Having assessed the evidence in the entire case, this court is of the view that the plaintiffs have not proved their case on a balance of probabilities and cannot get judgment. The court avoids the danger and embarrassment of having the same subject matter arbitrated upon time and again. The plaintiffs suit is therefore not proved to the required standard and the suit is dismissed with costs to the defendant.”
14. Aggrieved by the above decision the appellants appealed to this court on the ground that the learned Trial Magistrate erred in law and in fact by dismissing their suit.
15. The sole issue for the court’s determination is whether the learned Trial Magistrate erred by dismissing the appellants suit.
16. In answering that question, this being a first appeal, this court has a duty to evaluate afresh the evidence adduced before the lower court in order to arrive at its own independent conclusion, bearing in mind that it neither saw nor heard the witnesses testify, and make allowance for that. In this regard see Selle & Another vs. Associated Motor Co. Ltd & Others (1968) E.A. 123.
17. The evidence adduced in the lower court was as summarized herein above.
18. A review of the evidence adduced in the lower court reveals that the suit property was transferred to the appellants by their own father at a time when there existed a suit between the appellants’ father and the respondent. In that suit, which is still pending before this court, the respondent is claiming entitlement to the suit property by adverse possession.
19. Whilst there is evidence that the appellants are the registered proprietors of the suit property and as such entitled to the rights conferred on a registered proprietor of land by inter alia Section 25 of the Land Registration Act, 2012 those rights are not absolute as they may be challenged if good grounds exist for challenging the title of the proprietor. In that regard see Section 25(1)(b) which provides as follows:-
“25. (1) The rights of a proprietor, whether acquired on first registration or subsequently for valuable consideration or by an order of court, shall not be liable to be defeated except as provided in this Act, and shall be held by the proprietor, together with all privileges and appurtenances belonging thereto, free from all other interests and claims whatsoever, but subject—
(a) to the leases, charges and other encumbrances and to the conditions and restrictions, if any, shown in the register; and
(b) to such liabilities, rights and interests as affect the same and are declared by section 28 not to require noting on the register, unless the contrary is expressed in the register.”
20. Were there good grounds for challenging or failing to give effect to the rights of the appellants as the registered proprietors of the suit property in the circumstances of this case?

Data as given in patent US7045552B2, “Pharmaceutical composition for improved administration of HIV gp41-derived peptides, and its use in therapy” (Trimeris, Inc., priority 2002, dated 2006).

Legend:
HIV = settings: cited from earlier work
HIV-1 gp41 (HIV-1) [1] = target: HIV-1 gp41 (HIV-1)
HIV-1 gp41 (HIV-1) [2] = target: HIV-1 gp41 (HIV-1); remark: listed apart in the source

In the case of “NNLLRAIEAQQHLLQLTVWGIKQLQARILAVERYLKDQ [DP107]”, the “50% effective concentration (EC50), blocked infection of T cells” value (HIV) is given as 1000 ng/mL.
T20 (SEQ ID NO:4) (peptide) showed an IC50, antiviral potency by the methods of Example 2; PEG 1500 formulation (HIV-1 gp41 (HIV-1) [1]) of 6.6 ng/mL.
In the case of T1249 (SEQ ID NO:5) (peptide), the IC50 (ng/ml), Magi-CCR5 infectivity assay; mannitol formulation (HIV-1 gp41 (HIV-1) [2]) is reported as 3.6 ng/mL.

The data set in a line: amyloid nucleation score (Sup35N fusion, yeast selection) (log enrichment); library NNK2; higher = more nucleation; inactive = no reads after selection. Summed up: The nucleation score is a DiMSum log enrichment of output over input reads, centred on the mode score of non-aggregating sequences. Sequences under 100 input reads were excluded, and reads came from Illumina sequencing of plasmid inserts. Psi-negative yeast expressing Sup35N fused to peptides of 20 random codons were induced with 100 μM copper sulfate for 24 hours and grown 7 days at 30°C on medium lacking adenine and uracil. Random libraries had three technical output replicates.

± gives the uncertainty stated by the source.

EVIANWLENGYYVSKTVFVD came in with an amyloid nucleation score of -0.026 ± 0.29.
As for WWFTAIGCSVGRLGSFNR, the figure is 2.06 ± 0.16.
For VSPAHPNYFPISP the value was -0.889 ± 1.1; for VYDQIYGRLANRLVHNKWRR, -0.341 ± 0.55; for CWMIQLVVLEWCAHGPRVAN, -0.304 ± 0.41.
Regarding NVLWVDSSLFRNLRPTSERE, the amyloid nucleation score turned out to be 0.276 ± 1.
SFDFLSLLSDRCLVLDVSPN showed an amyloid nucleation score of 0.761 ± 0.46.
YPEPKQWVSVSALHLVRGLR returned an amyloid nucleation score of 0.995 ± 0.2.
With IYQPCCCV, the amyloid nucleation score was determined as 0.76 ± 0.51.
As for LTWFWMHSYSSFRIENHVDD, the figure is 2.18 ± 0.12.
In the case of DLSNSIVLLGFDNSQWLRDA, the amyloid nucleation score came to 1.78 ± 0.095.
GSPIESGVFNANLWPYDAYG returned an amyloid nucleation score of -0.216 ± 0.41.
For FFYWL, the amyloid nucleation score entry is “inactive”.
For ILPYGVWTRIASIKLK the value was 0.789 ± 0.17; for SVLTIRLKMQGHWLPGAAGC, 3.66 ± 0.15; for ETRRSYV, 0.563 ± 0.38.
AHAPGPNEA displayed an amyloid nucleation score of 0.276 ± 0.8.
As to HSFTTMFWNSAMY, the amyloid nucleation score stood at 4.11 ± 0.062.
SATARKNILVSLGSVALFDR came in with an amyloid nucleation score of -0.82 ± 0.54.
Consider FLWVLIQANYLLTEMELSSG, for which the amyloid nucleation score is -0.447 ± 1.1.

21. My answer is in the affirmative. This is because, registration of the appellants as the proprietor of the suit property was subject to such overriding interests as affected the land as at the time of registration.
22. According to the evidence led in the lower suit, one of the overriding interests which affected the suit property at the time the appellants gained proprietary interest to it is the respondent’s rights as a person in occupation of the suit property on account of her claim that she had become entitled to the land by adverse possession and which claim was pending in court.
23. By dint of the provisions of Section 25(1)(b) as read with Section 28 of the Land registration Act, 2012, the learned Trial Magistrate was justified in not finding in favour of the appellants on account of the respondent’s rights in the suit property as a person in occupation of the suit property. In this regard see Section 28 aforementioned, which at the relevant part provides as follows:-
“28. Unless the contrary is expressed in the register, all registered land shall be subject to the following overriding interests as may for the time being subsist and affect the same, without their being noted on the register—
(h) rights acquired or in the process of being acquired by virtue of any written law relating to the Limitation of Actions or by prescription.”
24. In upholding the rights of the respondent as a person in possession of the suit property and whose right to occupy the suit property was upheld by a court of competent jurisdiction through the proceedings which had been previously instituted by the Appellants’ predecessor in entitlement to the suit property, I can do no better than adopt the decision of my sister, Kasango J., in the case of Betha Kanini Baini v. Agnes Ithiru Njoka (2011)eKLR where she stated:-
“Possession of land if lawful entitles the possessor to exercise right to possess, use and enjoy that land. It can indeed be said that the rights of a possessor of land are akin to the rights of a registered owner. …a possessor can enforce those rights against one seeking to either eject them from the land or to interfere with their occupation of it.”
25. In the circumstances of this case, the right of the respondent to continue occupying the land was upheld by the court when it refused to accede to the plea by the appellant’s father to eject her from the suit property on similar grounds to those raised by the appellants.
26. I agree with the learned Trial Magistrate’s holding that if the appellants cared to know, they would have known that their father wanted the respondent out, so that their right to the suit property vis-a-vis that of the respondent, unless the contrary is proved through the proceedings instituted by the respondent concerning her entitlement to the suit property, is no better than that of their predecessor in entitlement to it.
24. The upshot of the foregoing is that the appeal has no merit and is dismissed with costs to the respondent.
Dated, signed and delivered in open court at Nyeri this 7th day of March, 2019.
L N WAITHAKA
N/a for the 1st appellant
Christopher Weru Wahome – 2nd appellant
Ms Mwikali h/b for Mr. Andrew Kariuki for the respondent
Court assistant - Esther